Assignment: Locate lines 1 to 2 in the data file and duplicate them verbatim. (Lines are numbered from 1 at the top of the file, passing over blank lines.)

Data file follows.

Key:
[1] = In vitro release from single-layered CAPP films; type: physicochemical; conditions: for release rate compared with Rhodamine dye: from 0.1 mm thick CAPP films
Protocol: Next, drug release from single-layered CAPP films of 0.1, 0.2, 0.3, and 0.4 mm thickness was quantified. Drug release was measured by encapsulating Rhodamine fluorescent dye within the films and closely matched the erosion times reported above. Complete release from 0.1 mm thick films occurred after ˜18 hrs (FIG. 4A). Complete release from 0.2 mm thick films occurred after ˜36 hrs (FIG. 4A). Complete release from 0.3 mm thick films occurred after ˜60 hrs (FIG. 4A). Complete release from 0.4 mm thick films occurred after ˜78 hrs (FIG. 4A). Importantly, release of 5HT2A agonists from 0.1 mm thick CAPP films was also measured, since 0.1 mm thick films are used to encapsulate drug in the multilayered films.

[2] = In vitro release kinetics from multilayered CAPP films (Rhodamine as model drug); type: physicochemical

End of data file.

Key:
[1] = In vitro release from single-layered CAPP films; type: physicochemical; conditions: for release rate compared with Rhodamine dye: from 0.1 mm thick CAPP films